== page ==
In Times of Fading Light (In Zeiten des abnehmenden Lichts)

Costumes Anja Rabes
Dramaturgy Juliane Koepp
World Premiere February 28, 2013
Christian GrashofWilhelm Powileit
Gabriele HeinzCharlotte Powileit
Margit BendokatNadjéshda Iwánowna
Bernd StempelKurt Umnitzer
Judith HofmannIrina Umnitzer
Alexander KhuonAlexander Umnitzer
Lasse Stadelmann / Lenz LengersAlexander Umnitzer (Kurt's and Irina's son)
Elisabeth MüllerMelittta / Catrín
Markus GrafAdrian / Mexican
Wilhelm Powileit
Charlotte Powileit
Nadjéshda Iwánowna
Kurt Umnitzer
Irina Umnitzer
Alexander Umnitzer
Lasse Stadelmann / Lenz Lengers
Alexander Umnitzer (Kurt's and Irina's son)
Melittta / Catrín
Adrian / Mexican
Neues Deutschland
Hans-Dieter Schütt, 04.03.2013
Bernd Stempel plays Kurt, the son who survived the Siberian gulag. A historian with an alcoholic Russian wife (Judith Hofmann), Kurt is ambitious and doubting. And yet he’s so self-assured in calculating just how far he can go in the single-party state, while still being considered both critical and loyal. It’s the worst kind of self-mutilation: you convince yourself that it’s not happening. Stempel is magnificent in his revelation of how many soft spots there are in a person trying to keep self-denial and self-respect in equilibrium. Kurt’s mother is played by Gabriele Heinz. She delivers an impressive illustration of the euphoria felt in the heady first years of the GDR, provides a spirited portrayal of the liberating power of writing influential literary criticism, and performs the imperceptible shift to mere politico-cultural power tactics. And she ends up, shattered, with an icy calm borne of hatred, which is directed at her own husband, Wilhelm. Bernd Stempel plays Kurt, the son who survived the Siberian gulag. A historian with an alcoholic Russian wife (Judith Hofmann), Kurt is ambitious and doubting. And yet he’s so self-assured in calculating just how far he can go in the single-party state, while still being considered both critical and loyal. It’s the worst kind of self-mutilation: you convince yourself that it’s not happening. Stempel is magnificent in his revelation of how many soft spots there are in a person trying to keep self-denial and self-respect in equilibrium. Kurt’s mother is played by Gabriele Heinz. She delivers an impressive illustration of the euphoria felt in the heady first years of the GDR, provides a spirited portrayal of the liberating power of writing influential literary criticism, and performs the imperceptible shift to mere politico-cultural power tactics. And she ends up, shattered, with an icy calm borne of hatred, which is directed at her own husband, Wilhelm.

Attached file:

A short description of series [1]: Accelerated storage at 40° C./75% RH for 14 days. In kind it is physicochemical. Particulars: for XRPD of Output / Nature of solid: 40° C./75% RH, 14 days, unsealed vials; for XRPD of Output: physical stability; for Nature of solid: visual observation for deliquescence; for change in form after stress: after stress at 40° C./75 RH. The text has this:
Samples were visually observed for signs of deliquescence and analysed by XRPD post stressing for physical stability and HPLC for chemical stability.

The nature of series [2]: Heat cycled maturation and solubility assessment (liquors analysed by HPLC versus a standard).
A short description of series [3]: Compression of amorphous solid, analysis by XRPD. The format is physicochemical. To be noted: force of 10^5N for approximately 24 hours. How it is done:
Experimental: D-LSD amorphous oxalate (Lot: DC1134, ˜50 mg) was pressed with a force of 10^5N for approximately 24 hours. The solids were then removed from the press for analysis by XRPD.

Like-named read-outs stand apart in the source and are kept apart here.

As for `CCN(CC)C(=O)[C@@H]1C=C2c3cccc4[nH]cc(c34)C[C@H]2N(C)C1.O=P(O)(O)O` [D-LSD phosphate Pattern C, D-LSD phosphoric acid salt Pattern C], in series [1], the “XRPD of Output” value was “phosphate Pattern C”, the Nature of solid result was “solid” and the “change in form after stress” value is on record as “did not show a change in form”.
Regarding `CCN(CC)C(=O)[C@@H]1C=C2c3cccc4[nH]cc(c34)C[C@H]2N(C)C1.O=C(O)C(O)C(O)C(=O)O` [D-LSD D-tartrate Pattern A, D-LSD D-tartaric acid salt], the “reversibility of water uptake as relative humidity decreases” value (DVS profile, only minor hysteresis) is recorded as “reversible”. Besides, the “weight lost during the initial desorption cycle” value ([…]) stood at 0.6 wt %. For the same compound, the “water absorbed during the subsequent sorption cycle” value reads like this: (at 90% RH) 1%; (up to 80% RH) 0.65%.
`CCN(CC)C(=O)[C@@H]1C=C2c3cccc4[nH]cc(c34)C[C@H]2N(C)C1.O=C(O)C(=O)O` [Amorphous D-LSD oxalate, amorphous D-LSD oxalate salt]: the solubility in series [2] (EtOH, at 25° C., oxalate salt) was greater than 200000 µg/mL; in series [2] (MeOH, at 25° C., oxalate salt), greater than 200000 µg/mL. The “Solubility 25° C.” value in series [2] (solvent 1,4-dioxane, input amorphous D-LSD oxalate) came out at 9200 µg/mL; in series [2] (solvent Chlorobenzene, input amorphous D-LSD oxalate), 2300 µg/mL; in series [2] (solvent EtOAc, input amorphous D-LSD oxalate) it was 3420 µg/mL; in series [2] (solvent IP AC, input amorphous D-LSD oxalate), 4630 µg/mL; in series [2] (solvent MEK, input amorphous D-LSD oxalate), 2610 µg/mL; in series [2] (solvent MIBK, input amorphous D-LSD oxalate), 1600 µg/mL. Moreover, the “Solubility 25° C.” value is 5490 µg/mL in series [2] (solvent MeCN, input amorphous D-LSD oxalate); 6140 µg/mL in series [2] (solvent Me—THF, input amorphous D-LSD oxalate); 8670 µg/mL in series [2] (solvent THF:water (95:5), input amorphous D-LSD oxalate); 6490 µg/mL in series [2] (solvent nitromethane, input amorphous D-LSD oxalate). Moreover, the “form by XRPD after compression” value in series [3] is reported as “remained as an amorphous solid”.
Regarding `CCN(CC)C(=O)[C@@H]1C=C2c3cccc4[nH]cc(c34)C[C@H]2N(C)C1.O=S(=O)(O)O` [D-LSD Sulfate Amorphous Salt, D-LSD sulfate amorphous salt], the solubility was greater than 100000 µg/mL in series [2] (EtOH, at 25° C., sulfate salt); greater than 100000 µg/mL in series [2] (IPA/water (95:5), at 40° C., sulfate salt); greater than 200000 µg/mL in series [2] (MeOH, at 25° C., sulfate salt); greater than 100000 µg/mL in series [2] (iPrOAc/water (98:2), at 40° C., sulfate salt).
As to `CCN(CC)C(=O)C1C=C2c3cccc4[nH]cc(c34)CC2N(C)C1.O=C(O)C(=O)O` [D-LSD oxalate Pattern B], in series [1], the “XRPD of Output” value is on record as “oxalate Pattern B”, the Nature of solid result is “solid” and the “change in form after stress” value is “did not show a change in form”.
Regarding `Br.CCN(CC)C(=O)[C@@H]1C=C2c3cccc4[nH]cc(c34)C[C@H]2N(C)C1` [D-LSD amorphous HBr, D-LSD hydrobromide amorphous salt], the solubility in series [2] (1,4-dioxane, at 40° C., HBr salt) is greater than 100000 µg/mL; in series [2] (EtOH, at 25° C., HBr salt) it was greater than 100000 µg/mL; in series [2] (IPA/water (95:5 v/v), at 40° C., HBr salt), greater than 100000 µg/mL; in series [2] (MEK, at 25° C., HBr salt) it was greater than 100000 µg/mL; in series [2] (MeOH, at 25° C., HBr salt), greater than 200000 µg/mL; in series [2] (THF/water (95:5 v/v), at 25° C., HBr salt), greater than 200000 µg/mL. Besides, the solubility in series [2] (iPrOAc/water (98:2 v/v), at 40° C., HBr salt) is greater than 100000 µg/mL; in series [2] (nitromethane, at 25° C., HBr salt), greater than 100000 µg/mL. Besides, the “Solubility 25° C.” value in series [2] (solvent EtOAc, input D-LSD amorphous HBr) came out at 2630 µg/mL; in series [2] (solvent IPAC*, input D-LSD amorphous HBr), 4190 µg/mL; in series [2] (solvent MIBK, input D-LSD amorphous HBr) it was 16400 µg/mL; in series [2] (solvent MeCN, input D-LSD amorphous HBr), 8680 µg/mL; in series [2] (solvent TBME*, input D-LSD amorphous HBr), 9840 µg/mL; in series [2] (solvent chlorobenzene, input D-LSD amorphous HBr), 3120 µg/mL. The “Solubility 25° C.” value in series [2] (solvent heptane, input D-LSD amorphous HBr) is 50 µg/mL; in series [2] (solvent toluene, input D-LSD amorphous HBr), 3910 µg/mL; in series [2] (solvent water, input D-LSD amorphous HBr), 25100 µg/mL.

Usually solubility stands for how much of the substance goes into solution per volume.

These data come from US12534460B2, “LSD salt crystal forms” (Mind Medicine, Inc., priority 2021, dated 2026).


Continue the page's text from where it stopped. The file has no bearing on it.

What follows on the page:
Die Welt
Reinhard Wengierek, 02.03.2013
Christian Grashof rages on the brink of caricature as Stalin’s last weapon. Gabriele Heinz as his wife Charlotte is energetically maternal. As their son Kurt, Bernd Stempel is magnificently tragicomic, privately clenching his fists in his pockets. Then there are Judith Hofmann as his wife Irina, an alcoholic wreck, and her mother, unforgettably played by Margit Bendokat as a worldly-wise, humming and singing babushka.
Finally there is Alexander Khuon as the prodigal son and grandson Sascha, who wanders through all the scenes, utterly speechless with amazement and horror at all the lies, suffering and misery. A strange, dishevelled figure - dressed like a washed-up Che Guevara – he’s disconsolate, hapless and mortally ill. For him, all the lights have gone out.
Christian Grashof rages on the brink of caricature as Stalin’s last weapon. Gabriele Heinz as his wife Charlotte is energetically maternal. As their son Kurt, Bernd Stempel is magnificently tragicomic, privately clenching his fists in his pockets. Then there are Judith Hofmann as his wife Irina, an alcoholic wreck, and her mother, unforgettably played by Margit Bendokat as a worldly-wise, humming and singing babushka.
Finally there is Alexander Khuon as the prodigal son and grandson Sascha, who wanders through all the scenes, utterly speechless with amazement and horror at all the lies, suffering and misery. A strange, dishevelled figure - dressed like a washed-up Che Guevara – he’s disconsolate, hapless and mortally ill. For him, all the lights have gone out.
Frankfurter Rundschau
Ulrich Seidler, 02.03.2013
Theatre is better than literature at depicting different levels of story-telling simultaneously, and [director Stephan] Kimmig takes full advantage of this. It’s astonishing what an audience can experience without losing track of the plot: like when a dialogue between characters turns into an internal monologue in mid-sentence, or when the scene jumps from Berlin to Mexico and a few decades into the past. (…)

Those jumps pose a great challenge in acting terms. For minutes on end, the actors have to stand about, both present and absent, occupied with not listening and not being noticed. Then suddenly there are hefty sprints of intensity. But we’re in the Deutsches Theater – and they can do this.
Theatre is better than literature at depicting different levels of story-telling simultaneously, and [director Stephan] Kimmig takes full advantage of this. It’s astonishing what an audience can experience without losing track of the plot: like when a dialogue between characters turns into an internal monologue in mid-sentence, or when the scene jumps from Berlin to Mexico and a few decades into the past. (…)

Those jumps pose a great challenge in acting terms. For minutes on end, the actors have to stand about, both present and absent, occupied with not listening and not being noticed. Then suddenly there are hefty sprints of intensity. But we’re in the Deutsches Theater – and they can do this.

What's on

Open air
by Anna Seghers
Director: Alexander Riemenschneider
Forecourt
20.00 - 21.40
sold out
perh. remaining tickets at evening box office